May 2014 Payroll Employment
After 76 months, we finally got back to the prerecession level of payroll employment.
Click on the image to get a bigger version.
The best summary of the state of our economy is the graph (below) of employment as a fraction of population for people over 16 years old. The decrease is large, but the most troubling feature of the graph is the flat trend .
Donald Marron likes European interest rates. Click on the image to get a bigger version. Can you find three distinct subperiods?
Brad DeLong favors the U.S. gdp gap.
Money Supply M1 growth is now over 20% per year over a 12 month lag. M1 growth has touched 20% before, but not with excess reserves of $1.6 trillion. Where is M1 headed?
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"Small steps toward a much better world”
3. Why so many Russians support Putin, from a Russian opposition source.
6. Defense ...
Michael Pettis writes:
The choice, in other words, is not between hard landing and soft landing. China will either choose a “long landing”, in which growth rates drop sharply but in a controlled way such that unemployment remains reasonable even as GDP growth drops to 3% or less, or it will ...
Our new class on international finance is up here. The class description reads as follows:
International finance covers some of the most complex but also important topics in economics. How are exchange rates determined? When if ever are ongoing trade deficits harmful? Are fixed or floating exchange rates better? ...
Most colleges are non-profits with unclear ownership status so their incentives do not lead to simple profit-maximization. Don’t be fooled, however, neither do colleges maximize student welfare or the public good. Instead colleges pursue some index of free cash flow, prestige, and administrative and faculty independence. The result is some peculiar outcomes. ...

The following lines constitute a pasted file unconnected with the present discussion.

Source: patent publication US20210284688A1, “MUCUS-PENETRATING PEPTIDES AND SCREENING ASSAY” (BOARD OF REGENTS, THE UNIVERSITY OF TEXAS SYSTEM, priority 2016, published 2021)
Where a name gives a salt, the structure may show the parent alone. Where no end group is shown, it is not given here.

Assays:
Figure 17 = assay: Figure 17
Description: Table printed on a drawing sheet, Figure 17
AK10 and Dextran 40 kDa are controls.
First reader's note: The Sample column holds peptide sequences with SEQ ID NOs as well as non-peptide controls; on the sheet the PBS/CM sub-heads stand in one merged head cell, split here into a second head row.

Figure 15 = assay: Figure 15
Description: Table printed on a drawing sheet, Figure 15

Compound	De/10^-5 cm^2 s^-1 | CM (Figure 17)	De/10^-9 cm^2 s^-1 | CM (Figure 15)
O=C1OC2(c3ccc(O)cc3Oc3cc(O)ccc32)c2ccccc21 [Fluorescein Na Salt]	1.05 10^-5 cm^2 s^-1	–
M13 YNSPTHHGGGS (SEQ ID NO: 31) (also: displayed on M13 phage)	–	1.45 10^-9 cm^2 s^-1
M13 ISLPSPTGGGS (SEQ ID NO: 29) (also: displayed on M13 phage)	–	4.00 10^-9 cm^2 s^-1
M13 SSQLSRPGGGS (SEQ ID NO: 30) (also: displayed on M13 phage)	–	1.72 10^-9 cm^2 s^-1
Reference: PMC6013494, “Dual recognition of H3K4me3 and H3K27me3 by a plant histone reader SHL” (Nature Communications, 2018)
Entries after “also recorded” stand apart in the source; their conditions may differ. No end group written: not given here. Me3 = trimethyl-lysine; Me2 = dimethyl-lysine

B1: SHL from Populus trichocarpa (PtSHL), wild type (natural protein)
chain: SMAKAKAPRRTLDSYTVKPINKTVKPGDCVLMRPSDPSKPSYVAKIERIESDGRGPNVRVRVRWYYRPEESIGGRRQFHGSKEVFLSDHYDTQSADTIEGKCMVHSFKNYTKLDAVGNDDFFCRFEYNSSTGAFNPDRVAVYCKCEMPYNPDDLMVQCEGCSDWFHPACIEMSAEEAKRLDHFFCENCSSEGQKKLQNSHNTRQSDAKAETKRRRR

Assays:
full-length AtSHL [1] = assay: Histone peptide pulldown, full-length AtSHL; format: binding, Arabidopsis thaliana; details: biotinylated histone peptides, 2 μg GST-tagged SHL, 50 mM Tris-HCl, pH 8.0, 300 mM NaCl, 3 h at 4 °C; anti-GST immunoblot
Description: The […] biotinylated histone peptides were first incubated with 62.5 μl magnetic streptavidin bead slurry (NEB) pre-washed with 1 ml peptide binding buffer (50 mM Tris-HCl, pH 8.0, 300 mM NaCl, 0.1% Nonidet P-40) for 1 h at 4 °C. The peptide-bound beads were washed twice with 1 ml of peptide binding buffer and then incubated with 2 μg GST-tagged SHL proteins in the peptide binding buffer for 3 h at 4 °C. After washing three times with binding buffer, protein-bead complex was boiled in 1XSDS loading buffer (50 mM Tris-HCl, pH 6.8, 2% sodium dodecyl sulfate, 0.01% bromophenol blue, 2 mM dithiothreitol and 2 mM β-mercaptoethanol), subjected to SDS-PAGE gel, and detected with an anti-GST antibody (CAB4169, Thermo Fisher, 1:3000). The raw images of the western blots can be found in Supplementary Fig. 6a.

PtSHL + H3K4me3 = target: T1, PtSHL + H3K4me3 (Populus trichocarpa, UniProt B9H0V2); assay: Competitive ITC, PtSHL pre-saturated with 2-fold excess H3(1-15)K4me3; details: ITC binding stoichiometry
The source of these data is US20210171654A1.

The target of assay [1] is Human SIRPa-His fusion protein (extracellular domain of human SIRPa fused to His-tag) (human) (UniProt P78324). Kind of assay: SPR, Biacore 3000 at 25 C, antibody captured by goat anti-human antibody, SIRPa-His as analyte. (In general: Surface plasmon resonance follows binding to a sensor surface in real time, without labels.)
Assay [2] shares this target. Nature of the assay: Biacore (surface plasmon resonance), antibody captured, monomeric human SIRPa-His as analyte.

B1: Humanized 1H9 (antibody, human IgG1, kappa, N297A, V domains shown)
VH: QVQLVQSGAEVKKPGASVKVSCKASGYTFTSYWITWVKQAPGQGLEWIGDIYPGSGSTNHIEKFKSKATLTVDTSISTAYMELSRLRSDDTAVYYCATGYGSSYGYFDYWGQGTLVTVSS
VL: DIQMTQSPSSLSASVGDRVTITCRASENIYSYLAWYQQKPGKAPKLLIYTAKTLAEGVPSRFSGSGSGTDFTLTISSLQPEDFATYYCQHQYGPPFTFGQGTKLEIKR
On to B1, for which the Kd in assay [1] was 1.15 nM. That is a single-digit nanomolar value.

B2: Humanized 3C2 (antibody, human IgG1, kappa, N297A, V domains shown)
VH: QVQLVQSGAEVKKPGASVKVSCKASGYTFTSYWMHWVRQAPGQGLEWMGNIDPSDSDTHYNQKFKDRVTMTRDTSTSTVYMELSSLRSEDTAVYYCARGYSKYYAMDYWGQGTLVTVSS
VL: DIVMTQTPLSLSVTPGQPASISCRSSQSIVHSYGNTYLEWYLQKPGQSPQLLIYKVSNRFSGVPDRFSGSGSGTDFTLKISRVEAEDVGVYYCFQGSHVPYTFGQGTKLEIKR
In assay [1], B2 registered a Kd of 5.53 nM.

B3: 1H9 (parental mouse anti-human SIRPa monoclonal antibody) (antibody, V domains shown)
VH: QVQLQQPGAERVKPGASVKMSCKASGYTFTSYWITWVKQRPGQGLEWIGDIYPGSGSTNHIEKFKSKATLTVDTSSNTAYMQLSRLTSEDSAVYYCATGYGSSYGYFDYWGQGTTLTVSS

Well, “endorsed” isn’t exactly the right word, but I did say “simpatizante.” Here are my views:
1. I disagree with most of his economic policy, for reasons you can find stated in Adam Smith and the other classical economists.
2. Governments work very hard to stay in power.
3. In a weighted average ...
Chinese authorities in the restive western region of Xinjiang have begun offering large cash incentives for interracial marriages in the latest attempt to quell growing unrest among the mainly Muslim Uighur ethnic group that inhabit the region.
The policy, celebrated by local Communist party officials as advancing the “great cause ...
3. Which states are in the Midwest? I say no to all the marginal cases, including Kentucky. And how can it be that not everyone thinks Iowa is in the Midwest?
China’s 1% average annual growth in total factor productivity between 1978 and 2012 – a period when average per capita annual incomes rose from $2,000 to $8,000 — compares with 4% annual gains for Japan during its comparable 1950-1970 high-growth period, 3% for Taiwan from 1966-1990 and ...
1. Bolivia became a semi-stable democracy in the early 1980s and it has stayed that way.
2. For all the rhetoric to the contrary, the current regime is a mix of 1990s-era market-oriented reforms and Evo Morales. Probably you like one of these, though perhaps not both.
3. Many more Bolivian children ...
It is potent:
If people married each other more randomly, poverty levels would be considerably lower than they are now. If we abandoned all current family arrangements and randomly grouped all Bolivians into new families of 5 persons, poverty levels would fall by about 15 percentage points (from the current level ...